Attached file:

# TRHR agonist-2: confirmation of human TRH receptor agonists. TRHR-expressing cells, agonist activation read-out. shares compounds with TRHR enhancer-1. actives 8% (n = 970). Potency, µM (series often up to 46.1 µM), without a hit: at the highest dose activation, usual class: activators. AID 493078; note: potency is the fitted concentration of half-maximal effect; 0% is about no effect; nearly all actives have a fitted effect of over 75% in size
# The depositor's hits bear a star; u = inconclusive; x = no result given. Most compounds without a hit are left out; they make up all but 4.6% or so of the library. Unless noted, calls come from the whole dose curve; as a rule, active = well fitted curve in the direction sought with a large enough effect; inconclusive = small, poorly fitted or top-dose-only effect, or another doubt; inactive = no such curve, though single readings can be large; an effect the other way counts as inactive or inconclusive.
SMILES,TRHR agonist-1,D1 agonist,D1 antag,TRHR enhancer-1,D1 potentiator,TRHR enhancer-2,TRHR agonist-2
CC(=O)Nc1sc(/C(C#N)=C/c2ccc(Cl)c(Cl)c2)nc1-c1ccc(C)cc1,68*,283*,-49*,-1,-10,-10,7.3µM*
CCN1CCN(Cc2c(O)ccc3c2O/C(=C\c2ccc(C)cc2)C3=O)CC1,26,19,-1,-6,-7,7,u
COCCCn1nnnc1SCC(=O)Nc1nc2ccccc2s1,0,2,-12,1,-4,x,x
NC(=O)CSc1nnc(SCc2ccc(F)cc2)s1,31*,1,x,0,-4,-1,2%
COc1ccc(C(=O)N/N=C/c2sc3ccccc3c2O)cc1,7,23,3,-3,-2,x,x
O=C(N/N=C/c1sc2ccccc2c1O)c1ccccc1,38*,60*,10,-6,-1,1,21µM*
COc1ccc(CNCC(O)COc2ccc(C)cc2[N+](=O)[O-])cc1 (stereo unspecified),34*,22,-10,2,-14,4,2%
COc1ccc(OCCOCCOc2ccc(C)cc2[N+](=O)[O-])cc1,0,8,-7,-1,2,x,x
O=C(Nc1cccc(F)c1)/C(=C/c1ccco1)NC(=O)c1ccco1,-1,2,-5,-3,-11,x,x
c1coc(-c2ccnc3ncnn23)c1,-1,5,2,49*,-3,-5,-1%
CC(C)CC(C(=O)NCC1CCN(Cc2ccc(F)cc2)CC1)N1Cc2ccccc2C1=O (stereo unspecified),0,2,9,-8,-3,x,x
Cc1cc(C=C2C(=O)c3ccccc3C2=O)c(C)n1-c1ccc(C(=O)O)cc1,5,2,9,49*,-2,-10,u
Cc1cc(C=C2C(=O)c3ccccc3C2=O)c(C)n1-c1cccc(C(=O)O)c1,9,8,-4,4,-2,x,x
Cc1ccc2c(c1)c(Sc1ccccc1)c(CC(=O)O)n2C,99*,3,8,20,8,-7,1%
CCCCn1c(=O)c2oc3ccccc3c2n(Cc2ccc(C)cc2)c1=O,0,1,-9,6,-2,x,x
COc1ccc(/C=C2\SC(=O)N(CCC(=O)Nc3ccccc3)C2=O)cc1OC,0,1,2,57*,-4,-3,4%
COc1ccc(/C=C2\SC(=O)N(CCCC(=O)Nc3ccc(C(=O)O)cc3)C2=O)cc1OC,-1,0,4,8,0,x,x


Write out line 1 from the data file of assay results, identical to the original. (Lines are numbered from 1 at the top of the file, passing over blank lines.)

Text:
# TRHR agonist-2: confirmation of human TRH receptor agonists. TRHR-expressing cells, agonist activation read-out. shares compounds with TRHR enhancer-1. actives 8% (n = 970). Potency, µM (series often up to 46.1 µM), without a hit: at the highest dose activation, usual class: activators. AID 493078; note: potency is the fitted concentration of half-maximal effect; 0% is about no effect; nearly all actives have a fitted effect of over 75% in size